West Bay Geology

What exactly are Fossils?


Before moving on, and as I have made several references to fossils, I thought I should try and explain what we are seeing when we find a fossil. Clearly these show an imprint of the original creature, but what is the material that makes up the fossil?

Animals have both hard and soft parts. Humans for example have bones (hard) and muscles (soft). In general the softer parts of any animal will not survive the process of rock formation. In well over 99.9% of cases the temperature and pressure caused by the burial of rocks will lead to the soft material decaying away, that is assuming that normal bacterial decay has not done the job way before then. However the hard parts of organisms have at least some small chance of surviving the stress and strains of rock formation. If a piece of bone falls into the mud at the bottom of the sea and that mud is then buried, then as the mud is squished the bone might remain intact, effectively forming a cast of the bones shape. The bone itself is made up of organic minerals, and in general, these minerals themselves will not survive the temperature and pressure of the burial. What can happen is that the warm fluids that are traveling through the rock as it is buried will flow through the cast of the bone, and in the process the organic minerals will be replaced with non organic ones such as limestone or silica (quartz). The net effect can thus be that within the rock, in this case a mudstone, you might find a replica of the original bone, but this replica is made out of limestone or silica/quartz.

So, when we find a fossil in a rock typically what we are seeing is a cast made out of rock but which shows at least the external outline of the original hard part of an animal. In fact, the same can be true for any organic hard material that is buried. If the trunk of a tree is buried then this might end up being converted to a tree trunk shaped fossil, made up of quartz or limestone. If you visit the White Nothe headland the other side of Weymouth and take a walk along the foreshore you can see examples of the fossilised trunks of tress. They weather out of the surrounding mud as the silica that has replaced the wood is harder than the surrounding mud.

This process of fossilisation is not certain to happen, in fact it is probably only in rare circumstances that the conditions are right for this to occur. But, as geological time is very long only a small percentage survival of the hard parts of animals can (and does) lead to a lot of fossils.

For many marine animals their hard parts are already made out of limestone, typically the mineral calcite. Even in such cases it is not at all usual for the original calcite to be retained. The shells have been made organically and hence are liable to transform in the burial process. What tends to happen is that the organic calcite is often replaced by inorganic limestone minerals, perhaps calcite again or possibly other types of limestone such as Aragonite.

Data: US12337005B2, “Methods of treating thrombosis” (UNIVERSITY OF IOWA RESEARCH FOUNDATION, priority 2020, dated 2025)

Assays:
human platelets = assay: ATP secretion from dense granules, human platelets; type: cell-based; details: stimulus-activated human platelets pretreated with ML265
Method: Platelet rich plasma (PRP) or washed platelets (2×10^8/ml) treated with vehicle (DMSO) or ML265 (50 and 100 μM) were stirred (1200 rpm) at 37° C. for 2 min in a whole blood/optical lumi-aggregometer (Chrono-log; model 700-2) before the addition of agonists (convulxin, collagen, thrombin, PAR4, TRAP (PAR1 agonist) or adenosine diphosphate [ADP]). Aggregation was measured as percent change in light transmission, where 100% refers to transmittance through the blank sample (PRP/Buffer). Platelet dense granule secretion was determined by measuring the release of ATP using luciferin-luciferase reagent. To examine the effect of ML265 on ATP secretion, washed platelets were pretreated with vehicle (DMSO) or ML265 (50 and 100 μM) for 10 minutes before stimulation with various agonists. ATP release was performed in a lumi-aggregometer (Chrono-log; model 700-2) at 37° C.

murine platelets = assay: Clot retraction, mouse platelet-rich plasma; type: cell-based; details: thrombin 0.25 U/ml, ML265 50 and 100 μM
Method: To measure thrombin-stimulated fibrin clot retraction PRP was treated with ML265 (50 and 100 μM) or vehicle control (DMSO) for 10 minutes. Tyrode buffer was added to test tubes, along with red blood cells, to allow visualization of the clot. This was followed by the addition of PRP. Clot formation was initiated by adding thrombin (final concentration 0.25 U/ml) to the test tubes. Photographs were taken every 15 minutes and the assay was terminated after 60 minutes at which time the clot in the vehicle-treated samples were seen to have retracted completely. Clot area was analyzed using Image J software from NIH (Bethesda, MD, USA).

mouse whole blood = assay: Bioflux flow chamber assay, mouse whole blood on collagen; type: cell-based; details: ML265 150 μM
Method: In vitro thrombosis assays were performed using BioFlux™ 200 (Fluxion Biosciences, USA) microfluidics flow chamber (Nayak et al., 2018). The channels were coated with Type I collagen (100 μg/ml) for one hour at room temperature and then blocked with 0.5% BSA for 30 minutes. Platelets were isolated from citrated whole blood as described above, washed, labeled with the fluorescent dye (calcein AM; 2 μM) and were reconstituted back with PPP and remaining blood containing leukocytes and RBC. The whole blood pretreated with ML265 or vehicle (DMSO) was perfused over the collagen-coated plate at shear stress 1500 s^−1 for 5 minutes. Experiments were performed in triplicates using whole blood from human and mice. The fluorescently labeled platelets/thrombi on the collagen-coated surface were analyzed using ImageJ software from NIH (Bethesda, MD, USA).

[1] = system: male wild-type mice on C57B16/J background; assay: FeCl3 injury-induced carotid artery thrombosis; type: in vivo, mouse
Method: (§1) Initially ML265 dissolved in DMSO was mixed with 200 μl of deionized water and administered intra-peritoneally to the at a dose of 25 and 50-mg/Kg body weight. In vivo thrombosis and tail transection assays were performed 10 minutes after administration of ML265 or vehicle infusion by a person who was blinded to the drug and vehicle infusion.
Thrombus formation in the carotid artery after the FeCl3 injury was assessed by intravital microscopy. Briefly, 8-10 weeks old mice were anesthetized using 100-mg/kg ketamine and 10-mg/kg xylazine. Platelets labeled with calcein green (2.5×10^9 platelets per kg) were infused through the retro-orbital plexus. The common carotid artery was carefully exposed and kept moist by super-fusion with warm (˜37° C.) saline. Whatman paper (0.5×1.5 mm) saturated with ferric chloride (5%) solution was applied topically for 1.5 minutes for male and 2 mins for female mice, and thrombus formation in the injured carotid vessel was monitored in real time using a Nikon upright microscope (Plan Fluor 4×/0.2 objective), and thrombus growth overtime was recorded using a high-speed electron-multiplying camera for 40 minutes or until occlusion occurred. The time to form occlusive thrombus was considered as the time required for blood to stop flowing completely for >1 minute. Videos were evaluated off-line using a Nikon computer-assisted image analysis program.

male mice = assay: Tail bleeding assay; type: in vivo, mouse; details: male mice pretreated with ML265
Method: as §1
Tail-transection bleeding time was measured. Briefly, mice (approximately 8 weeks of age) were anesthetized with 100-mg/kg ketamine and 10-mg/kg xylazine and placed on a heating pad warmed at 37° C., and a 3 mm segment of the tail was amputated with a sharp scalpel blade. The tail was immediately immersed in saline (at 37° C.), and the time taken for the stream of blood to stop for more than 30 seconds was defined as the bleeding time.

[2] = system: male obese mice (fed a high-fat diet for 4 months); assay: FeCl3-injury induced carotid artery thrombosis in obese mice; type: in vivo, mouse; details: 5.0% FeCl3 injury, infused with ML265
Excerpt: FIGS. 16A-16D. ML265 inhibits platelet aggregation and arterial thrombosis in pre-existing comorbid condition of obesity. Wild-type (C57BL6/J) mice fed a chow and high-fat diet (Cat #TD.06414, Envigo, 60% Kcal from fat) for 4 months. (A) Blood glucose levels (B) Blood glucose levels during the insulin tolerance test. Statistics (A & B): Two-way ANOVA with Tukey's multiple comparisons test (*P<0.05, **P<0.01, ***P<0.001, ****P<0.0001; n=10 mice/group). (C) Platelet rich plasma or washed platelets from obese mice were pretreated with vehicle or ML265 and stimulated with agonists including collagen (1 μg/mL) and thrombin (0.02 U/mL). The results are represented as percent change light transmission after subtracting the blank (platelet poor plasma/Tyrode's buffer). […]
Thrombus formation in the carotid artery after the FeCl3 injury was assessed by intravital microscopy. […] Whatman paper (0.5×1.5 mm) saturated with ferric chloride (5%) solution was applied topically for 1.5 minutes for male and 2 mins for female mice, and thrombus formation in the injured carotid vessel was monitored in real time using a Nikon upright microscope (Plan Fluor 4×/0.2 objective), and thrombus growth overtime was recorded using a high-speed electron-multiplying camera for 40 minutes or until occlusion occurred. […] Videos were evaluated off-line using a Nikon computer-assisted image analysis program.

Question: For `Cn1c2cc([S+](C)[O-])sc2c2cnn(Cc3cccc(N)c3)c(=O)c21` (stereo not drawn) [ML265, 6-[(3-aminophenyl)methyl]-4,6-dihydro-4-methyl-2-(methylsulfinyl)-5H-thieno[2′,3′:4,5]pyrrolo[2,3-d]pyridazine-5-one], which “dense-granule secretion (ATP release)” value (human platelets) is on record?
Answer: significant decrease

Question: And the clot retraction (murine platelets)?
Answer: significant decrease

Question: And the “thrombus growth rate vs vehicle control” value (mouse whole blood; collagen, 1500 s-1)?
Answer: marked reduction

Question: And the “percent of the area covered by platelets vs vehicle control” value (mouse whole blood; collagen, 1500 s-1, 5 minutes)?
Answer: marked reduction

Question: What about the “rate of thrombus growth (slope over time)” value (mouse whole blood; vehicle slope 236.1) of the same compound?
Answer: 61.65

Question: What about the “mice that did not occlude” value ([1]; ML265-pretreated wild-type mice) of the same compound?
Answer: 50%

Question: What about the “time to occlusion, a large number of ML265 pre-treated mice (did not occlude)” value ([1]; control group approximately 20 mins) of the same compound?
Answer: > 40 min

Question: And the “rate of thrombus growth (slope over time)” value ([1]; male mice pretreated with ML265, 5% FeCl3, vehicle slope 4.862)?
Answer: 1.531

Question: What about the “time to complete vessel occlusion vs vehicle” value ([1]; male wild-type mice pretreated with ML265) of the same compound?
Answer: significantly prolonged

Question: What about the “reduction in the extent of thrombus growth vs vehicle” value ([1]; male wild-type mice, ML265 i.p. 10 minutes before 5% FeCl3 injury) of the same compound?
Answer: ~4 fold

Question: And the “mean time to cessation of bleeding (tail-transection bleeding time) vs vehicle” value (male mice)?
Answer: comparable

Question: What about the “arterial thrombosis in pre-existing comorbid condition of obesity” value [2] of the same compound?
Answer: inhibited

So when you find a fossil you are almost certainly seeing the shape but not the original substance of the organism that died.

Of course, this is Geology, so there are exceptions. When the conditions are just right, and we are talking about a one in a billion chance, then as well as the hard parts of organisms being preserved then the soft parts are also retained. Such extremely rare occurrences are like Palaeontological gold dust as they allow us now to look not just at the skeletons of creatures from hundreds of millions of years ago, but also to gain an insight into what these organisms actually looked like. Perhaps the most well know example (at least for people who have seen the film Jurassic Park) would be the cases where insects are entombed in wood sap, which then hardens to form a rock called amber which then preserves the form and substance of the original creatures. There are however other cases, one being the preservation of the feathers on the fossilised remains of Archaeopteryx a famous type of winged dinosaur. and the other being the preservation of Trilobites (one of my favourite types of fossil, so please feel free to ask me about them sometime) in soft mudstones in the Burgess Shale formation in British Columbia. These types of rocks are often called "Lagerst├Ątten", which literally translates to "Lucky Strata", to indicate how rare they are. The nearest such location to us is the area outside Illminster in Somerset called Strawberry Bank where the soft parts of various insects and sponges have been exquisitely preserved as silica casts in rocks of not that dissimilar age (they are Toarcian, and see how good it is to make use of the proper geological sub-preiod name!) to those seen on the Dorset coast. The image below shows pictures of some of these tiny fossils.

To sum up, when you pick up a rock on the beach and find a fossil in it, you are seeing the result of the lucky preservation of an original creature. Then, as you run your fingers over the actual fossil you are (and I think this is quite sad) not touching the original hard shell or bone of the creature but rather feeling the rock that has grown to replace the original part.

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